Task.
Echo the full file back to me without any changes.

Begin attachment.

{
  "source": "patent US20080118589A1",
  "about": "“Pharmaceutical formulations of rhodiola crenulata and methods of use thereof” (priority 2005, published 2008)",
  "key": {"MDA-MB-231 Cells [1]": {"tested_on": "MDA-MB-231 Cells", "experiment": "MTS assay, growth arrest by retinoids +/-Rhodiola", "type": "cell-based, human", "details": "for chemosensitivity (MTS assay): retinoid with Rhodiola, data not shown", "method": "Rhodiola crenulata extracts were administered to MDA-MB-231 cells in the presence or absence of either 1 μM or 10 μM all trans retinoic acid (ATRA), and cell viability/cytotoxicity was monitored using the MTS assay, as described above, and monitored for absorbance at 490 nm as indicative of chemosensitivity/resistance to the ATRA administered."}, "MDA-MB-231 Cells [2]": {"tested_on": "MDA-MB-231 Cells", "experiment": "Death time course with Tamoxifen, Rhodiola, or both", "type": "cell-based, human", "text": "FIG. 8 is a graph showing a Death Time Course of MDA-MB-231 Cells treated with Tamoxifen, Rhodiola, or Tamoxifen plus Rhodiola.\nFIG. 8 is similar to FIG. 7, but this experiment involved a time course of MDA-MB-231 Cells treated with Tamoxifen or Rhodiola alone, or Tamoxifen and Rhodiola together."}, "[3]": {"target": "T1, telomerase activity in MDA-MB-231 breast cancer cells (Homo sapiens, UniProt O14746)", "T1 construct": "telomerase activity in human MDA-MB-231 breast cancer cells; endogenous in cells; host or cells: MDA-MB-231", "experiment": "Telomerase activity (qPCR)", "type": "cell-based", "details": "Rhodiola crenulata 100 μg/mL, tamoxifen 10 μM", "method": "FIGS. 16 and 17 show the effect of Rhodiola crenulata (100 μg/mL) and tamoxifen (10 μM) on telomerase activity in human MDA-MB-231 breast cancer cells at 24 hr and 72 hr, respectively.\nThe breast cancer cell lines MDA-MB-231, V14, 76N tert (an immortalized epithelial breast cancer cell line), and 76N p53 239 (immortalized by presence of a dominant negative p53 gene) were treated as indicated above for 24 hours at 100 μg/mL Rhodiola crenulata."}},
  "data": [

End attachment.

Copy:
{
  "source": "patent US20080118589A1",
  "about": "“Pharmaceutical formulations of rhodiola crenulata and methods of use thereof” (priority 2005, published 2008)",
  "key": {"MDA-MB-231 Cells [1]": {"tested_on": "MDA-MB-231 Cells", "experiment": "MTS assay, growth arrest by retinoids +/-Rhodiola", "type": "cell-based, human", "details": "for chemosensitivity (MTS assay): retinoid with Rhodiola, data not shown", "method": "Rhodiola crenulata extracts were administered to MDA-MB-231 cells in the presence or absence of either 1 μM or 10 μM all trans retinoic acid (ATRA), and cell viability/cytotoxicity was monitored using the MTS assay, as described above, and monitored for absorbance at 490 nm as indicative of chemosensitivity/resistance to the ATRA administered."}, "MDA-MB-231 Cells [2]": {"tested_on": "MDA-MB-231 Cells", "experiment": "Death time course with Tamoxifen, Rhodiola, or both", "type": "cell-based, human", "text": "FIG. 8 is a graph showing a Death Time Course of MDA-MB-231 Cells treated with Tamoxifen, Rhodiola, or Tamoxifen plus Rhodiola.\nFIG. 8 is similar to FIG. 7, but this experiment involved a time course of MDA-MB-231 Cells treated with Tamoxifen or Rhodiola alone, or Tamoxifen and Rhodiola together."}, "[3]": {"target": "T1, telomerase activity in MDA-MB-231 breast cancer cells (Homo sapiens, UniProt O14746)", "T1 construct": "telomerase activity in human MDA-MB-231 breast cancer cells; endogenous in cells; host or cells: MDA-MB-231", "experiment": "Telomerase activity (qPCR)", "type": "cell-based", "details": "Rhodiola crenulata 100 μg/mL, tamoxifen 10 μM", "method": "FIGS. 16 and 17 show the effect of Rhodiola crenulata (100 μg/mL) and tamoxifen (10 μM) on telomerase activity in human MDA-MB-231 breast cancer cells at 24 hr and 72 hr, respectively.\nThe breast cancer cell lines MDA-MB-231, V14, 76N tert (an immortalized epithelial breast cancer cell line), and 76N p53 239 (immortalized by presence of a dominant negative p53 gene) were treated as indicated above for 24 hours at 100 μg/mL Rhodiola crenulata."}},
  "data": [